Romeo and Juliet is traditionally a love story, however it also includes elements of humour and tragedy. The characters Mercutio and Benvolio both contribute to these elements, providing not only comedy but also sensibility. Both are important as not only do they bring another layer to the story and keep the audience entertained, because they are friends with Romeo they influence him significantly, and provide the catalyst which prompts him to meet Juliet, kill Tybalt and ultimately to a certain extent kill himself (leading to Juliet killing herself). The huge contrast between the characters of Mercutio and Benvolio is also very important – one is extremely peaceful and passive, while the other is aggressive and lively. To a certain extent they almost signify Romeo’s two ‘extremes’, both of which can be seen in various points throughout the play, as Romeo shows aspects of both Mercutio’s enthusiasm and Benvolio’s peace loving nature (although not to the extent of the original two characters). This role is important because it means that Mercutio and Benvolio can show the huge contrast in Romeo’s character and influence him in different ways.
Benvolio’s prosaic function is that he acts as an objective reporter or messenger of actions to others. This is necessary as it not only informs other characters of what has happened so far, it also serves as a quick reminder to the audience of the events that have taken place (as they may have forgotten during all the action). For example, after Mercutio has been “slain”, the Prince asks Benvolio to explain who the beginners of the “bloody fray” were, and he recounts the events accurately and fairly. Even though Lady Capulet accuses Benvolio of speaking “not true” as he is a “kinsman” to the house of Montague, the Prince does not see it necessary to doubt his words, which shows that he is even trusted by high members of authority, further proving his sincerity and earnestness. Another function of Benvolio is that he, to a certain extent, is a ‘peacemaker’. This role of ‘peacemaker’ is crucial to the story as it provides a good level of contrast with most of the other characters in the play, who are either locked up in the feud, or just generally have an aggressive disposition (like Tybalt and Mercutio, for example).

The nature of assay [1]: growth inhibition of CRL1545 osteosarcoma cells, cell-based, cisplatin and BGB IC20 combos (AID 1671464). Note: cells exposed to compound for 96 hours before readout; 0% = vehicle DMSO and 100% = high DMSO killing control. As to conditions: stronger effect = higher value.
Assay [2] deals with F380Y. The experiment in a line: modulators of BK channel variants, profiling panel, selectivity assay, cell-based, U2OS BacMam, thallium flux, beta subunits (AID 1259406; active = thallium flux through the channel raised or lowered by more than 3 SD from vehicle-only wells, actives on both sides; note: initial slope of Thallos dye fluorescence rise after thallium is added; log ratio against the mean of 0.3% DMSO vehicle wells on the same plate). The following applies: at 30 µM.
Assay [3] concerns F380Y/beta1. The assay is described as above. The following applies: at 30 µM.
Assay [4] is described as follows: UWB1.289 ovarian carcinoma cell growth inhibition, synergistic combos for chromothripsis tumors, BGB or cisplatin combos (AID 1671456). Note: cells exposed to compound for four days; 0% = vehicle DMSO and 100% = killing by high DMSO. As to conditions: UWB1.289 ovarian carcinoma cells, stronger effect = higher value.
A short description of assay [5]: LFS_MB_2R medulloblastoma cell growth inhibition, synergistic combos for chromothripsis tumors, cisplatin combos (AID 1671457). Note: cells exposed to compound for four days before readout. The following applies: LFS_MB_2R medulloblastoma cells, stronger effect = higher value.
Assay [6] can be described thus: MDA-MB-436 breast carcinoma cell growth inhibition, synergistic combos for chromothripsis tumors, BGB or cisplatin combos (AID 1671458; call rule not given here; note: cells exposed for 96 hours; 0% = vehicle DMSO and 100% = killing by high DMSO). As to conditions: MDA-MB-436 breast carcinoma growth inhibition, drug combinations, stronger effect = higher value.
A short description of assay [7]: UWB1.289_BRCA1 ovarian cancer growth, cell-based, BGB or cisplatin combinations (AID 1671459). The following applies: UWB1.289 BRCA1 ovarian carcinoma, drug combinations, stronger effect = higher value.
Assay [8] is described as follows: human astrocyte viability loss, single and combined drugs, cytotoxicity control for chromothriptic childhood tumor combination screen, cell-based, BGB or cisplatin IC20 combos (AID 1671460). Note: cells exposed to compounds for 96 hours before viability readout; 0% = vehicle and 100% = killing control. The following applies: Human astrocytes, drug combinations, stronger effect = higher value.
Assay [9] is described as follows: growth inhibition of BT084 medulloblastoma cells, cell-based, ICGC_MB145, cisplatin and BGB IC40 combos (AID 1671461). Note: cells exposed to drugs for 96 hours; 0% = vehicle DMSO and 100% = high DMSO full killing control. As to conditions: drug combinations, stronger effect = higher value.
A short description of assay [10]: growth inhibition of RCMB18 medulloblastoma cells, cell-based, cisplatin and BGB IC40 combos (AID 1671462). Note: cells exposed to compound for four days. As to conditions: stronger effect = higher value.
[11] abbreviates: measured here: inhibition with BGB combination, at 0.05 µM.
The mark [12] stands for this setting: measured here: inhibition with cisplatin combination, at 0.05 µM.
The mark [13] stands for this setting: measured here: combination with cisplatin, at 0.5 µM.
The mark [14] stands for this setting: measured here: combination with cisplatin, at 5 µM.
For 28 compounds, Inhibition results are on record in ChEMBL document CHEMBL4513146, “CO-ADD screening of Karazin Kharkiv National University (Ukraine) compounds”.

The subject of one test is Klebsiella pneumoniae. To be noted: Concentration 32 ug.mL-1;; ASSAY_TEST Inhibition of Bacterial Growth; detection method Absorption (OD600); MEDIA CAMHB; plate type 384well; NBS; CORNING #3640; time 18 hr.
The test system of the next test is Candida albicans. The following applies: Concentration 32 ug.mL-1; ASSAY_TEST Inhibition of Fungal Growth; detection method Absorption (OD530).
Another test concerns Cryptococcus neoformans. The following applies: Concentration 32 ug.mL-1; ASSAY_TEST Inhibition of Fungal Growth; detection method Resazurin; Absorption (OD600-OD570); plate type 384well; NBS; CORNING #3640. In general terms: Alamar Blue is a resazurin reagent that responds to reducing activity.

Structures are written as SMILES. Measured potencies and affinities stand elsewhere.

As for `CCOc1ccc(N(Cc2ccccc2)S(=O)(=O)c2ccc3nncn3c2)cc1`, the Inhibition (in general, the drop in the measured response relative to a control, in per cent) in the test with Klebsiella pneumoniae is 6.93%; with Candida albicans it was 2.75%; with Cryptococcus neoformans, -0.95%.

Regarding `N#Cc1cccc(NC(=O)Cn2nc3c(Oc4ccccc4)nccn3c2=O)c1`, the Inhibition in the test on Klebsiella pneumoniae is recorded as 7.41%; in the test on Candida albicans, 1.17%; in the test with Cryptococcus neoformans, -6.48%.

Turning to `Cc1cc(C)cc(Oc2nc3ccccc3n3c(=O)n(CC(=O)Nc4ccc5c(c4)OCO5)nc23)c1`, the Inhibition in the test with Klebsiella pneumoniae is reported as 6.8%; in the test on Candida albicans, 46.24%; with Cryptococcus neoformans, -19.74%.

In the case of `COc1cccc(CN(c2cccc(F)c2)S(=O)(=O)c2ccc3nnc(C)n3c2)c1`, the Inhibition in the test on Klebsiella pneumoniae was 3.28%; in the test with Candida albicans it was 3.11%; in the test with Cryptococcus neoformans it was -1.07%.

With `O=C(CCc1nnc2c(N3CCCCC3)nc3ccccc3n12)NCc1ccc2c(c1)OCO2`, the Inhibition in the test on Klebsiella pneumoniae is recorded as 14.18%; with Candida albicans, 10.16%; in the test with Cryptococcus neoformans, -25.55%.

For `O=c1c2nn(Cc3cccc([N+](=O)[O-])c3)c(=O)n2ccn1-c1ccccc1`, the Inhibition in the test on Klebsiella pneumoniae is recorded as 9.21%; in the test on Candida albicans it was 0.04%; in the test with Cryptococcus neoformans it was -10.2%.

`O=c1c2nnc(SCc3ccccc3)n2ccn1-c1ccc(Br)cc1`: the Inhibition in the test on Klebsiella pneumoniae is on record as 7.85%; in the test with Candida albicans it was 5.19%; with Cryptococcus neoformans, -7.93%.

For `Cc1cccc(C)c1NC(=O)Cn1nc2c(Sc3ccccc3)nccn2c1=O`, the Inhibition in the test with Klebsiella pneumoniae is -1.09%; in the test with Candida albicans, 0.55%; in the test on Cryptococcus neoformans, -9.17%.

This is shown well in Act 1 Scene 1 when a fight breaks out between the two opposing houses. Benvolio tries to “keep the peace” by beating down their swords. Although he does try to get the combatants to “put up” their swords, he will not hesitate to fight himself if necessary (as proved when he defends himself against Tybalt, who calls him a “coward”). This demonstrates that although Benvolio does like to avoid confrontations and conflicts, he wants to uphold the Tudor ‘honour’ (and thus the honour of the Montague house) which would be important both at the time and also to the audience watching (if Benvolio did not fight when he was threatened, then he would be considered a real “coward”, and many audience members would think that he was weak and therefore would not like him as a character). Also, this proves that he is not so much of a pacifist that he will not fight when someone is threatening him, therefore showing that he is also sensible and rational.